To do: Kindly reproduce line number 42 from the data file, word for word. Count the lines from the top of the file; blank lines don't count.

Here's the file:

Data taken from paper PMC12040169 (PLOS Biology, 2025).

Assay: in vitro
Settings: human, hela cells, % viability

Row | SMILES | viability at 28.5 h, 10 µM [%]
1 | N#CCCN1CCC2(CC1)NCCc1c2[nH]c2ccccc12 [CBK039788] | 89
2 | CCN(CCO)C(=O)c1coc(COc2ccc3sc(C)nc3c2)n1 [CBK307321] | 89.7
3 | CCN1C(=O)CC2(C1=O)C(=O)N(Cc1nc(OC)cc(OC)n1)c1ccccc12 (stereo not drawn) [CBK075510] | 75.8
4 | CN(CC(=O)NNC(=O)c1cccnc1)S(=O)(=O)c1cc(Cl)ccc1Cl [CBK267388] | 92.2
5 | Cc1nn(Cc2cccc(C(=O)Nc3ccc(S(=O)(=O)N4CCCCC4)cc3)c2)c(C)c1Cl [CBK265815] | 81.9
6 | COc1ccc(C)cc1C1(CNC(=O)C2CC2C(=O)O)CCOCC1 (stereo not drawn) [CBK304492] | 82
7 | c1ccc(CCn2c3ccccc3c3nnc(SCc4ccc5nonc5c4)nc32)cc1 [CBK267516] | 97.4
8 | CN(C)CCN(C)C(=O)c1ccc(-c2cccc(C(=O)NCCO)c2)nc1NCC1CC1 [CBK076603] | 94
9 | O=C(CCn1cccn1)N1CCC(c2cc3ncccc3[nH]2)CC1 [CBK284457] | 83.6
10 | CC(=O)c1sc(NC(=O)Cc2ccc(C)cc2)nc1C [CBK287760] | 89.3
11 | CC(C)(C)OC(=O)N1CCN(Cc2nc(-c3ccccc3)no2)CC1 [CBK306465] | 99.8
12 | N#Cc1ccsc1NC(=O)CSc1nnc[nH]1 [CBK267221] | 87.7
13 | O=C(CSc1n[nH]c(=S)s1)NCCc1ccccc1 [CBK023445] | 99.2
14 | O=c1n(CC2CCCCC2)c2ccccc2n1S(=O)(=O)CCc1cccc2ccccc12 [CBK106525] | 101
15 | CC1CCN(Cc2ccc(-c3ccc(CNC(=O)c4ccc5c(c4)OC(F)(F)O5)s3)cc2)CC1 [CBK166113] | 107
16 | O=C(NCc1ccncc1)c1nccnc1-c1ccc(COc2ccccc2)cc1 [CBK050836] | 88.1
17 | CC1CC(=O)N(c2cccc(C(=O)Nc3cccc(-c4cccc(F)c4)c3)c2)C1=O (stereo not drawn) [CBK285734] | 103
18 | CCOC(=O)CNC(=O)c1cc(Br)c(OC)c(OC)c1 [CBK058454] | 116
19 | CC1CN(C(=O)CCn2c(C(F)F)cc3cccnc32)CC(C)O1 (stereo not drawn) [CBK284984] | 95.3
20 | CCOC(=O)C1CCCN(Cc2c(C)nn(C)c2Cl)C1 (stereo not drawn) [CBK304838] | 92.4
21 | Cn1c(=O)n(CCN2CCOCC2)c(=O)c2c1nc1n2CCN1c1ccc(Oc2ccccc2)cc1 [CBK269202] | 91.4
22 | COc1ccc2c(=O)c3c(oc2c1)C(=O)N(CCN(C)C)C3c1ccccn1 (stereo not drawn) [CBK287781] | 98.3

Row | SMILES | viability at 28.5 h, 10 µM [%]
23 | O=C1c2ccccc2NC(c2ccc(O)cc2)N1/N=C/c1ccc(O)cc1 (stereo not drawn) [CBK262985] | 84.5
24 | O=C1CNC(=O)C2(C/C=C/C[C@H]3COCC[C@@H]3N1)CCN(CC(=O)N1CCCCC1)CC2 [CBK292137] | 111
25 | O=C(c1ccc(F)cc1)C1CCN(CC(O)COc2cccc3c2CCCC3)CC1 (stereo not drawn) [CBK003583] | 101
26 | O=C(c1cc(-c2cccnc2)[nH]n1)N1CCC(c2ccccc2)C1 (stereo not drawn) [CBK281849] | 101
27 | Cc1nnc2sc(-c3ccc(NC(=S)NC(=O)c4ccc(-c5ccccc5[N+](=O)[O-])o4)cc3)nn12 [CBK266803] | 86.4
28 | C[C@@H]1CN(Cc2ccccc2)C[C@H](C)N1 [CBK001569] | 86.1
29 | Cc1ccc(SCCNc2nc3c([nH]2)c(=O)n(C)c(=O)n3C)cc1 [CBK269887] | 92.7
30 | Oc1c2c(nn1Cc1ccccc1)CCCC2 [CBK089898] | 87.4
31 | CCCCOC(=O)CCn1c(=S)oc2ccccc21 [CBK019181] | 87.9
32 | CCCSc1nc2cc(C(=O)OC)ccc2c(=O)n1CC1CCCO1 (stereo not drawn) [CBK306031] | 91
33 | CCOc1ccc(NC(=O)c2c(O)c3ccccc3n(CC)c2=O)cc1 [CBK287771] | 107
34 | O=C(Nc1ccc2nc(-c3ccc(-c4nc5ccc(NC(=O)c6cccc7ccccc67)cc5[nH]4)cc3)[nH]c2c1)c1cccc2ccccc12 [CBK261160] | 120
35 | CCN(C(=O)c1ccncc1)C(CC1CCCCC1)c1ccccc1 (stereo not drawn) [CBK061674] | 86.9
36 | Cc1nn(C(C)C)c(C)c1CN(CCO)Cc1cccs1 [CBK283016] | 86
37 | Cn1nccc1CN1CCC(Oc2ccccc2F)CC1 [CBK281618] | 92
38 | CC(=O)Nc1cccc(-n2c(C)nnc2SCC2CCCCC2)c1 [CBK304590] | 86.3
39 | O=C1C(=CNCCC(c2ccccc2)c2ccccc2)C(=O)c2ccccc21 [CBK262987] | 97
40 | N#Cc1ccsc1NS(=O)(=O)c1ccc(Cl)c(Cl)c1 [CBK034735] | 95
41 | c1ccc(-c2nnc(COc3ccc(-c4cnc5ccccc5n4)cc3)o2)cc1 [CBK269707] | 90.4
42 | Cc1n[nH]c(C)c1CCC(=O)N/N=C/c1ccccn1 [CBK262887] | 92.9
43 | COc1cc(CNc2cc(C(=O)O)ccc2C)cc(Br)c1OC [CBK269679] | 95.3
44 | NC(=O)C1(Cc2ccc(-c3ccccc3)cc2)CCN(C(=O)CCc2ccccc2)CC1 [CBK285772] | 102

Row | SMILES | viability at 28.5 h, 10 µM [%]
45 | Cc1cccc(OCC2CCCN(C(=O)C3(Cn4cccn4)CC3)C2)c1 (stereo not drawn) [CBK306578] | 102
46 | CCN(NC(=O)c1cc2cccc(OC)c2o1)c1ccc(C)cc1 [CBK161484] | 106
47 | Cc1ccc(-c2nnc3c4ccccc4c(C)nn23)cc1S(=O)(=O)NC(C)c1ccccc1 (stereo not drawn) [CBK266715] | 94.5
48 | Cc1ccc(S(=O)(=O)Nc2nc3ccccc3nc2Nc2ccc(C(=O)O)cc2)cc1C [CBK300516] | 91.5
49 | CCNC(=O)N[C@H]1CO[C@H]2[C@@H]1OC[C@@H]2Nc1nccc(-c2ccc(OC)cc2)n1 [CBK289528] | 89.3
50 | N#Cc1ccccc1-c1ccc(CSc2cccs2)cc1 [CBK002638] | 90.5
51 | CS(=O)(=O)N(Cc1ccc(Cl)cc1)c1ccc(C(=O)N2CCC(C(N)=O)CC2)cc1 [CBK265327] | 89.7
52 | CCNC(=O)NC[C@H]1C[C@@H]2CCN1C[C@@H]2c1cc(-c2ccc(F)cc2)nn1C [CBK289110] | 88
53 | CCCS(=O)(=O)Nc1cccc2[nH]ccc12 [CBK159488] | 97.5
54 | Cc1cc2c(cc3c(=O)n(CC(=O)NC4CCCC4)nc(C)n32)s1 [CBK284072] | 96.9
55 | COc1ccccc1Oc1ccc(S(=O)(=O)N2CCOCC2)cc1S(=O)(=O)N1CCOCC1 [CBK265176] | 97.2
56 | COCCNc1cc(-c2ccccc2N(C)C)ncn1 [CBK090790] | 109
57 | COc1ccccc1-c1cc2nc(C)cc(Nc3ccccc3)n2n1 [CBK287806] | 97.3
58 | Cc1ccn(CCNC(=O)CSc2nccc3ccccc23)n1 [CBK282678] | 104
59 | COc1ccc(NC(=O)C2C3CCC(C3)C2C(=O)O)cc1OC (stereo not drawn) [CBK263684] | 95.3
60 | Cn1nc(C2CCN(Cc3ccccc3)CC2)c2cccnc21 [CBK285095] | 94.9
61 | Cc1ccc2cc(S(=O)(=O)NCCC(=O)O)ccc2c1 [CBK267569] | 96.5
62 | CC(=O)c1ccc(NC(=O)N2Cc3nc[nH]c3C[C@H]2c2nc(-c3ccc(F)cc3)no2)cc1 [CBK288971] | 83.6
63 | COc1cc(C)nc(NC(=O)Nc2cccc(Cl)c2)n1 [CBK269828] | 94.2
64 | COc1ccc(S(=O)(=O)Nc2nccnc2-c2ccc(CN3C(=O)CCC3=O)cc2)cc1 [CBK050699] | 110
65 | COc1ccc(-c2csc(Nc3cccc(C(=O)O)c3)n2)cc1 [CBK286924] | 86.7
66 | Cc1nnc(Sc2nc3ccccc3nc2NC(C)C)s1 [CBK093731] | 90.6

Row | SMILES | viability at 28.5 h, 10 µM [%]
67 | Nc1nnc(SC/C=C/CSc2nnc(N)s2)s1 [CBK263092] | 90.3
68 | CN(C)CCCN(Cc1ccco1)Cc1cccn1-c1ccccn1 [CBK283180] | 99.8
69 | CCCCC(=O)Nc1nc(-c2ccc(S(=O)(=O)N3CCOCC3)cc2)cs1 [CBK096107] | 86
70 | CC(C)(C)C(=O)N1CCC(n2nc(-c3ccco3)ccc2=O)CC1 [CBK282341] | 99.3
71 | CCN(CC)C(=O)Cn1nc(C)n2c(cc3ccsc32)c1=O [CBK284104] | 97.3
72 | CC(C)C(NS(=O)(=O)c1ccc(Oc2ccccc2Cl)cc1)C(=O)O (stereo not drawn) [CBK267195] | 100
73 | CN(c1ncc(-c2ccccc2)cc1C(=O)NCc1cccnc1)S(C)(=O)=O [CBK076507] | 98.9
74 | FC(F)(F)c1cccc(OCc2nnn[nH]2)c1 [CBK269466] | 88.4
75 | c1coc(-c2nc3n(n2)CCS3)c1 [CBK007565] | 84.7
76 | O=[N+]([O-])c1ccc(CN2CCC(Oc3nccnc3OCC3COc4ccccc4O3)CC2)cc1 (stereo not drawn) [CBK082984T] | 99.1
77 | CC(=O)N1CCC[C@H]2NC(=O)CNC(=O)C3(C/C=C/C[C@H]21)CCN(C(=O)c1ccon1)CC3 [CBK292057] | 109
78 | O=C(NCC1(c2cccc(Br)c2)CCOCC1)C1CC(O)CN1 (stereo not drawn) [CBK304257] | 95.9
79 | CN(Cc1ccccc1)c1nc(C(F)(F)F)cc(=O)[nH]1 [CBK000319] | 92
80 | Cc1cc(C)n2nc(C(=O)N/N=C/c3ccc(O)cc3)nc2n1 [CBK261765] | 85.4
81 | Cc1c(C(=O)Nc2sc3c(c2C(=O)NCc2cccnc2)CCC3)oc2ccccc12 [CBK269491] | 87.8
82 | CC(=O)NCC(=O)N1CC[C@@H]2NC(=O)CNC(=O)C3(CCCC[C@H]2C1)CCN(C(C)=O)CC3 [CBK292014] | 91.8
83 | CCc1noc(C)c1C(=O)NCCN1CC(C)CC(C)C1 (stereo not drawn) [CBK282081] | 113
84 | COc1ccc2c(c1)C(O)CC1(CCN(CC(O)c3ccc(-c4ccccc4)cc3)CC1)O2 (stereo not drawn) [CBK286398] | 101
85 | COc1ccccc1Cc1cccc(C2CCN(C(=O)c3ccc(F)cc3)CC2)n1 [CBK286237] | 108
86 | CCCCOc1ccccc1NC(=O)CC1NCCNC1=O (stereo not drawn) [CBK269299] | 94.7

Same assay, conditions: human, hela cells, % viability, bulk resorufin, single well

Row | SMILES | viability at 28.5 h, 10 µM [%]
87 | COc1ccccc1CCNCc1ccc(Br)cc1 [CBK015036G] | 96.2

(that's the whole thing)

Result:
37 | Cn1nccc1CN1CCC(Oc2ccccc2F)CC1 [CBK281618] | 92